If you hire someone to prepare your taxes on your behalf, they will likely maintain those records for you, too. This is true, in particular, if you continue to use their tax preparation services over the years.
Consider the following statistic regarding tax preparation services throughout the United States. It indicates that in 2019, the industry generated $11 billion.
Maintain a long-term relationship with your professional tax preparation service. Doing so is in your best interest in the long run. That way, someone who understands the industry can navigate it with your business’s best interests in mind.
Hire Someone for Filing Business Taxes on Your Behalf
At this point in the article, you have a thorough understanding of what filing business taxes would require. You need to do everything you can to help your business’s financial situation. Doing so will go a long way in helping you stay ahead of any market competitors.
After all, you deserve the peace of mind that comes from knowing your business is operating legally and profitably.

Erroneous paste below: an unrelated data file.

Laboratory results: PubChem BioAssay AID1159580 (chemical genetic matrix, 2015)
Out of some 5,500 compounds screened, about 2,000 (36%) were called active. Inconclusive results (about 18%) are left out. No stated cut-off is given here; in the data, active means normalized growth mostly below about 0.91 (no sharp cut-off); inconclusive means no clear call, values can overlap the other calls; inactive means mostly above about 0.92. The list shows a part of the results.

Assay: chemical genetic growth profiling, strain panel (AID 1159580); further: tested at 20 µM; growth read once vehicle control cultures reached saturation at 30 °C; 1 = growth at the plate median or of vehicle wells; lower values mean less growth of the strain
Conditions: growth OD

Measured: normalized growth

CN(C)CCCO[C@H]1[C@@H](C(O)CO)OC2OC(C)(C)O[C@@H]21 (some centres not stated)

That’s why filing the right taxes can be so essential. Of course, it’s likely in your best interest to work with professionals on the matter.
That’s where we can come into play. We prioritize creating a customized tax solution for each of our clients like you. Our expertise has helped countless businesses grow and continue to thrive.
For that reason, we encourage you to browse through the rest of our website to see how our services can be of help to you. On our blog, you’ll find today’s latest and greatest trends in tax preparation for business. To start, check out more information about our professional tax consulting services today.